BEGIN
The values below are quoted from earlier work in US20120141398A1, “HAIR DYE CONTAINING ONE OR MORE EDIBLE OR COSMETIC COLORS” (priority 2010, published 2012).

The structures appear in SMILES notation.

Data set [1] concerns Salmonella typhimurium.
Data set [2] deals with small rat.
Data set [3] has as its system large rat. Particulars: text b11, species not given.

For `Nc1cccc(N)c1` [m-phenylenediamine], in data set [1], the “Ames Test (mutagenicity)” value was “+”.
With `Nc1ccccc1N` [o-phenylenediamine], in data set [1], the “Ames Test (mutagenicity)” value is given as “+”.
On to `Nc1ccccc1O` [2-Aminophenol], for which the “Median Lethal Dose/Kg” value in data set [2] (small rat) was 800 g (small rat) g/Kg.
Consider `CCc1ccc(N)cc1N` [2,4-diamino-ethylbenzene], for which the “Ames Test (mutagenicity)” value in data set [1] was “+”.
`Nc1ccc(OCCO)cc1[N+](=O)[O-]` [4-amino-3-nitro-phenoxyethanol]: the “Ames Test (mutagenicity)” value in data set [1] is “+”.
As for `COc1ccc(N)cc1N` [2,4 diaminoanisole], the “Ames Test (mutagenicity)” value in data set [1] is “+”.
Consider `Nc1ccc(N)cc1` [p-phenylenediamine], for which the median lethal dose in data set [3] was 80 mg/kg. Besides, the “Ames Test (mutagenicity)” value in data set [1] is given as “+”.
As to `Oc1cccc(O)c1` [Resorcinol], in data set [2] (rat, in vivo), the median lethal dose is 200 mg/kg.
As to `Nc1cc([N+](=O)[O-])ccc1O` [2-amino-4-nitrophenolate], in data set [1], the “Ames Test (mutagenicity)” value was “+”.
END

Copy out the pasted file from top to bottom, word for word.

The values below are quoted from earlier work in US20120141398A1, “HAIR DYE CONTAINING ONE OR MORE EDIBLE OR COSMETIC COLORS” (priority 2010, published 2012).

The structures appear in SMILES notation.

Data set [1] concerns Salmonella typhimurium.
Data set [2] deals with small rat.
Data set [3] has as its system large rat. Particulars: text b11, species not given.

For `Nc1cccc(N)c1` [m-phenylenediamine], in data set [1], the “Ames Test (mutagenicity)” value was “+”.
With `Nc1ccccc1N` [o-phenylenediamine], in data set [1], the “Ames Test (mutagenicity)” value is given as “+”.
On to `Nc1ccccc1O` [2-Aminophenol], for which the “Median Lethal Dose/Kg” value in data set [2] (small rat) was 800 g (small rat) g/Kg.
Consider `CCc1ccc(N)cc1N` [2,4-diamino-ethylbenzene], for which the “Ames Test (mutagenicity)” value in data set [1] was “+”.
`Nc1ccc(OCCO)cc1[N+](=O)[O-]` [4-amino-3-nitro-phenoxyethanol]: the “Ames Test (mutagenicity)” value in data set [1] is “+”.
As for `COc1ccc(N)cc1N` [2,4 diaminoanisole], the “Ames Test (mutagenicity)” value in data set [1] is “+”.
Consider `Nc1ccc(N)cc1` [p-phenylenediamine], for which the median lethal dose in data set [3] was 80 mg/kg. Besides, the “Ames Test (mutagenicity)” value in data set [1] is given as “+”.
As to `Oc1cccc(O)c1` [Resorcinol], in data set [2] (rat, in vivo), the median lethal dose is 200 mg/kg.
As to `Nc1cc([N+](=O)[O-])ccc1O` [2-amino-4-nitrophenolate], in data set [1], the “Ames Test (mutagenicity)” value was “+”.